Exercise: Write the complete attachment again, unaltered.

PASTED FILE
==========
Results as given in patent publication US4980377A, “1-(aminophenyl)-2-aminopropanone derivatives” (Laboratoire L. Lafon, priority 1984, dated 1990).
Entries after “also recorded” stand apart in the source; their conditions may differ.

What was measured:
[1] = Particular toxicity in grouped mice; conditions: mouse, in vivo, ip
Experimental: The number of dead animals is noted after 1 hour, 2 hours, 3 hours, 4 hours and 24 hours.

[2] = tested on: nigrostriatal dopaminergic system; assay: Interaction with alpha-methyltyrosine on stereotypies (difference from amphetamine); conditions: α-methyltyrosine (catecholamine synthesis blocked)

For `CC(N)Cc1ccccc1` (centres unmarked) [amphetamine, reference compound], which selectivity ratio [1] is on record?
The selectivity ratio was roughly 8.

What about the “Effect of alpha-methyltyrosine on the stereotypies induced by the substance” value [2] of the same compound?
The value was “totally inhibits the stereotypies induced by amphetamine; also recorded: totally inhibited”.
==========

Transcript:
Results as given in patent publication US4980377A, “1-(aminophenyl)-2-aminopropanone derivatives” (Laboratoire L. Lafon, priority 1984, dated 1990).
Entries after “also recorded” stand apart in the source; their conditions may differ.

What was measured:
[1] = Particular toxicity in grouped mice; conditions: mouse, in vivo, ip
Experimental: The number of dead animals is noted after 1 hour, 2 hours, 3 hours, 4 hours and 24 hours.

[2] = tested on: nigrostriatal dopaminergic system; assay: Interaction with alpha-methyltyrosine on stereotypies (difference from amphetamine); conditions: α-methyltyrosine (catecholamine synthesis blocked)

For `CC(N)Cc1ccccc1` (centres unmarked) [amphetamine, reference compound], which selectivity ratio [1] is on record?
The selectivity ratio was roughly 8.

What about the “Effect of alpha-methyltyrosine on the stereotypies induced by the substance” value [2] of the same compound?
The value was “totally inhibits the stereotypies induced by amphetamine; also recorded: totally inhibited”.